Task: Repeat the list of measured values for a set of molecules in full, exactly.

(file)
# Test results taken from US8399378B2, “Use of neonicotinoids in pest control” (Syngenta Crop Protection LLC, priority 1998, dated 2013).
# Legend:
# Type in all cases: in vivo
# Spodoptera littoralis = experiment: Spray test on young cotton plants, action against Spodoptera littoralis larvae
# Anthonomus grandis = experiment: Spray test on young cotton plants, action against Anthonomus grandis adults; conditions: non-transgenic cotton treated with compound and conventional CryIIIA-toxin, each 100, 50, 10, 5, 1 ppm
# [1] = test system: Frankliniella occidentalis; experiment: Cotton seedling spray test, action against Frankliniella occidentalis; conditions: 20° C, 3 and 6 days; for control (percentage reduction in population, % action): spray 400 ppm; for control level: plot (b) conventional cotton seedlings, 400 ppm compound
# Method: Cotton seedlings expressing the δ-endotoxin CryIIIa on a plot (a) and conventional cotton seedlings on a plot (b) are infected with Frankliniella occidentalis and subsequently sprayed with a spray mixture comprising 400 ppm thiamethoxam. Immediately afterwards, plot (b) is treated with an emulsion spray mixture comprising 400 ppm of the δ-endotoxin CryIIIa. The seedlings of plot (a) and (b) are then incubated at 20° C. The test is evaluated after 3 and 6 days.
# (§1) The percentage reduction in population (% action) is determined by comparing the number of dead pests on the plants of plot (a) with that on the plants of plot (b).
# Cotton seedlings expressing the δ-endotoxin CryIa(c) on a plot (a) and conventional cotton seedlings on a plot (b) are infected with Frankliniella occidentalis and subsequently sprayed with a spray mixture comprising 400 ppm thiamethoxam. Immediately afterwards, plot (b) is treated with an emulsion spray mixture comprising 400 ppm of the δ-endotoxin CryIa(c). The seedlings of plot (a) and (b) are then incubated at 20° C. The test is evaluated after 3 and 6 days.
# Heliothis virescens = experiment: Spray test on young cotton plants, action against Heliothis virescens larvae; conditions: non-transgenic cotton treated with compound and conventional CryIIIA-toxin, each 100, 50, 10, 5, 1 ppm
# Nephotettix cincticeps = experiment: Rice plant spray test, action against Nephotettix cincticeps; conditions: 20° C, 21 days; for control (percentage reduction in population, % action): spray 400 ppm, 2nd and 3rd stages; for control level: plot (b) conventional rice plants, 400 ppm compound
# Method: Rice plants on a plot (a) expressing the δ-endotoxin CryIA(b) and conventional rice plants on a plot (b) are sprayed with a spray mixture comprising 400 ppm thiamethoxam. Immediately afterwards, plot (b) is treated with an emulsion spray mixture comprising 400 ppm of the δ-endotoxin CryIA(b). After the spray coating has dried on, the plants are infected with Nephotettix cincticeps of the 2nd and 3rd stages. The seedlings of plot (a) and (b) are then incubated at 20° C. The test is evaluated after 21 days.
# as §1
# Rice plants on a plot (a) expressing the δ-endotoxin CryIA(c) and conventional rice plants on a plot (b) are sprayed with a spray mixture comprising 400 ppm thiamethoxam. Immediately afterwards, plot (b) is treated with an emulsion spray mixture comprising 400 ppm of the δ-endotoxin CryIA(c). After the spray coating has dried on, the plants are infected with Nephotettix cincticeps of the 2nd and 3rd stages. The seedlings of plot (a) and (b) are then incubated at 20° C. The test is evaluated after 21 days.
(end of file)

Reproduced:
# Test results taken from US8399378B2, “Use of neonicotinoids in pest control” (Syngenta Crop Protection LLC, priority 1998, dated 2013).
# Legend:
# Type in all cases: in vivo
# Spodoptera littoralis = experiment: Spray test on young cotton plants, action against Spodoptera littoralis larvae
# Anthonomus grandis = experiment: Spray test on young cotton plants, action against Anthonomus grandis adults; conditions: non-transgenic cotton treated with compound and conventional CryIIIA-toxin, each 100, 50, 10, 5, 1 ppm
# [1] = test system: Frankliniella occidentalis; experiment: Cotton seedling spray test, action against Frankliniella occidentalis; conditions: 20° C, 3 and 6 days; for control (percentage reduction in population, % action): spray 400 ppm; for control level: plot (b) conventional cotton seedlings, 400 ppm compound
# Method: Cotton seedlings expressing the δ-endotoxin CryIIIa on a plot (a) and conventional cotton seedlings on a plot (b) are infected with Frankliniella occidentalis and subsequently sprayed with a spray mixture comprising 400 ppm thiamethoxam. Immediately afterwards, plot (b) is treated with an emulsion spray mixture comprising 400 ppm of the δ-endotoxin CryIIIa. The seedlings of plot (a) and (b) are then incubated at 20° C. The test is evaluated after 3 and 6 days.
# (§1) The percentage reduction in population (% action) is determined by comparing the number of dead pests on the plants of plot (a) with that on the plants of plot (b).
# Cotton seedlings expressing the δ-endotoxin CryIa(c) on a plot (a) and conventional cotton seedlings on a plot (b) are infected with Frankliniella occidentalis and subsequently sprayed with a spray mixture comprising 400 ppm thiamethoxam. Immediately afterwards, plot (b) is treated with an emulsion spray mixture comprising 400 ppm of the δ-endotoxin CryIa(c). The seedlings of plot (a) and (b) are then incubated at 20° C. The test is evaluated after 3 and 6 days.
# Heliothis virescens = experiment: Spray test on young cotton plants, action against Heliothis virescens larvae; conditions: non-transgenic cotton treated with compound and conventional CryIIIA-toxin, each 100, 50, 10, 5, 1 ppm
# Nephotettix cincticeps = experiment: Rice plant spray test, action against Nephotettix cincticeps; conditions: 20° C, 21 days; for control (percentage reduction in population, % action): spray 400 ppm, 2nd and 3rd stages; for control level: plot (b) conventional rice plants, 400 ppm compound
# Method: Rice plants on a plot (a) expressing the δ-endotoxin CryIA(b) and conventional rice plants on a plot (b) are sprayed with a spray mixture comprising 400 ppm thiamethoxam. Immediately afterwards, plot (b) is treated with an emulsion spray mixture comprising 400 ppm of the δ-endotoxin CryIA(b). After the spray coating has dried on, the plants are infected with Nephotettix cincticeps of the 2nd and 3rd stages. The seedlings of plot (a) and (b) are then incubated at 20° C. The test is evaluated after 21 days.
# as §1
# Rice plants on a plot (a) expressing the δ-endotoxin CryIA(c) and conventional rice plants on a plot (b) are sprayed with a spray mixture comprising 400 ppm thiamethoxam. Immediately afterwards, plot (b) is treated with an emulsion spray mixture comprising 400 ppm of the δ-endotoxin CryIA(c). After the spray coating has dried on, the plants are infected with Nephotettix cincticeps of the 2nd and 3rd stages. The seedlings of plot (a) and (b) are then incubated at 20° C. The test is evaluated after 21 days.